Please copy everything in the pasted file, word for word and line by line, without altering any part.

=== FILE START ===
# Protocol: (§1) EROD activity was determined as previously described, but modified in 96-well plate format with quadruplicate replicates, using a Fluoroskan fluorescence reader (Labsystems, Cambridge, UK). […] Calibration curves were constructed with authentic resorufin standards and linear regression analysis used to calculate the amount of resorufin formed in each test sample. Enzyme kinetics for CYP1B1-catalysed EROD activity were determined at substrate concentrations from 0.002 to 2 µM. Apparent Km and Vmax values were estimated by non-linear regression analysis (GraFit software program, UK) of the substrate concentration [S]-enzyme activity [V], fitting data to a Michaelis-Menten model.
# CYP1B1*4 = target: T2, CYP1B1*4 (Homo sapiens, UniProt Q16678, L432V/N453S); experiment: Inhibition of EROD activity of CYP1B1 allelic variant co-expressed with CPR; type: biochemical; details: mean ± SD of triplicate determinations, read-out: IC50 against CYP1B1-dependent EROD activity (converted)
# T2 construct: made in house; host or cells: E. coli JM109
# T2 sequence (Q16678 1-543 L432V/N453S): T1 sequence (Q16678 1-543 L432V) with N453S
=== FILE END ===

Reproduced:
# Protocol: (§1) EROD activity was determined as previously described, but modified in 96-well plate format with quadruplicate replicates, using a Fluoroskan fluorescence reader (Labsystems, Cambridge, UK). […] Calibration curves were constructed with authentic resorufin standards and linear regression analysis used to calculate the amount of resorufin formed in each test sample. Enzyme kinetics for CYP1B1-catalysed EROD activity were determined at substrate concentrations from 0.002 to 2 µM. Apparent Km and Vmax values were estimated by non-linear regression analysis (GraFit software program, UK) of the substrate concentration [S]-enzyme activity [V], fitting data to a Michaelis-Menten model.
# CYP1B1*4 = target: T2, CYP1B1*4 (Homo sapiens, UniProt Q16678, L432V/N453S); experiment: Inhibition of EROD activity of CYP1B1 allelic variant co-expressed with CPR; type: biochemical; details: mean ± SD of triplicate determinations, read-out: IC50 against CYP1B1-dependent EROD activity (converted)
# T2 construct: made in house; host or cells: E. coli JM109
# T2 sequence (Q16678 1-543 L432V/N453S): T1 sequence (Q16678 1-543 L432V) with N453S